(i) he thought the boys would prefer to keep their secret
(ii) he thought the boys were ashamed of their sister’s condition
(iii) he thought they wouldn’t tell him the truth
(iv) he thought the boys might ask him for money for their sister
(i) he thought the boys would prefer to keep their secret

Question 2.
What do you understand by the following statements?

a. “We do many things, sir, ” Nicola answered seriously. He glanced at us hopefully.
Nicola tells the narrator when questioned by the latter that they don’t just pick fruit for a living but do many other things as well.

b. He coloured deeply under his sunburn, then grew pale.
The narrator had commented on their frugal lifestyle despite the money they earned.
The boy was embarrassed by this.

c. He smiled uncomfortably. “Just plans, sir, ” he answered in a low voice.
Nicola does not want to disclose to the narrator that they are not saving up for a trip to the States but to look after their invalid sister.

d. Yet in both these boyish faces there was a seriousness which was far beyond their years.
The narrator sees integrity and self-reliance in their faces and in the way they work. He conies to realize that they are far more mature than their actual age.

Question 3.
Answer the following questions briefly.

a. Why didn’t Luigi, the driver, approve of the two boys?
Luigi disapproved of their shabby appearance and did not want the narrator to buy strawberries from the boys. So, he also tried to convince the narrator would get better strawberries in Verona.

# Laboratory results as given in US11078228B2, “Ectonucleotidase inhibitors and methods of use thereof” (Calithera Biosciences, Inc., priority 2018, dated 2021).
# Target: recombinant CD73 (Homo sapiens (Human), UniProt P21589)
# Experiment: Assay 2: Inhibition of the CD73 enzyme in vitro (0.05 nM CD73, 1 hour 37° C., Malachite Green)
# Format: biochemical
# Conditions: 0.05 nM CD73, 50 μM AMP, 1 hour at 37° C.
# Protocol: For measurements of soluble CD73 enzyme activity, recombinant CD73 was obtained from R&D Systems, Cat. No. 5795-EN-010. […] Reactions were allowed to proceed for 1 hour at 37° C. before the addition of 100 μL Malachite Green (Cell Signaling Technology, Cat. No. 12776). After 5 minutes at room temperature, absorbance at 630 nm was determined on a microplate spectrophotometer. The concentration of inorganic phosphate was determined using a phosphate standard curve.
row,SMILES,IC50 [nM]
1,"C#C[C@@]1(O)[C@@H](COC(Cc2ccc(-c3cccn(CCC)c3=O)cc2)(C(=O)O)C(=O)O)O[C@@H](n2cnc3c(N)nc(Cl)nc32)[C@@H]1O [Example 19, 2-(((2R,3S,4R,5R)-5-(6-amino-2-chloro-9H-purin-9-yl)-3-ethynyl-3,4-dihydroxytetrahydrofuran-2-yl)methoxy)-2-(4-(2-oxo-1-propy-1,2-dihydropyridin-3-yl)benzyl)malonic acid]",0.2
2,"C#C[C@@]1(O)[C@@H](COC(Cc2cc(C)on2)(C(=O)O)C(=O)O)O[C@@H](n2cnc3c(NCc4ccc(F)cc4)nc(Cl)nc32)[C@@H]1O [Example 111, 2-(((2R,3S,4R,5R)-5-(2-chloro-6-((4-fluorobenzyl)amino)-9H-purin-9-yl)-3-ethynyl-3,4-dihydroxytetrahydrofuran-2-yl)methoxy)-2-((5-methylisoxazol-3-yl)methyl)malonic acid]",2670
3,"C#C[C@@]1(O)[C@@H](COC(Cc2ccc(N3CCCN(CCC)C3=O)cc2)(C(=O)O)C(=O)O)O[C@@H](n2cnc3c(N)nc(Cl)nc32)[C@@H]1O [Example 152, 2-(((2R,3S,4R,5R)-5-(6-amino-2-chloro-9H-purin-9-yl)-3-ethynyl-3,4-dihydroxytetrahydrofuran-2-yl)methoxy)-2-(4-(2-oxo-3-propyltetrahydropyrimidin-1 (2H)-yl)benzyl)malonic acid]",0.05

b. Why were the narrator and his companion impressed by the two boys?
The narrator and his companion were attracted by the sincerity and honesty they saw in the friendly open faces of the boys. They were very impressed by the earnestness and genuineness they saw in their dark eyes.

c. Why was the author surprised to see Nicola and Jacopo working as shoeshine boys?
The narrator had encountered the two boys Nicola and Jacopo the previous day as fruit-pickers and fruit-sellers. Therefore, he was surprised to see them working as shoeshine boys in the town square the next day.

d. How were the boys useful to the author?
Nicola and Jacopo performed a number of tasks for the narrator including procuring a pack of American cigarettes, seats for the opera and the name of a good restaurant where they could eat. They also took him around the city to show him the sights.

e. Why were the boys in the deserted square at night? What character traits do they exhibit?
The boys were in the square at night waiting for the last bus from Padua. They wished to sell the papers to the – passengers who came off the bus. This shows their capacity for hard work and their commitment. They were unmindful of their own tiredness or discomfort.

f. The narrator asks the boys, “Mustyou work so hard? You both look rather tired. ” The boys reply, “We are not complaining, sir. ” What do you learn about the boys from their reply?
The boys worked hard and without any complaints despite their physical fatigue. This shows their sense of commitment and devotion. Their dignity and self-respect did not allow them to take help from anyone even though they had to pay for their sister’s treatment.

g. When the narrator asks the boys about their plans, they are evasive. Why don’t they disclose their problems?
The boys were dignified and self-reliant. They did not want anyone to pity them. They wanted to discharge their responsibilities themselves, therefore they were evasive when the narrator presumed they were hoarding up their money to emigrate to the United States. They did not want him to know about their invalid sister.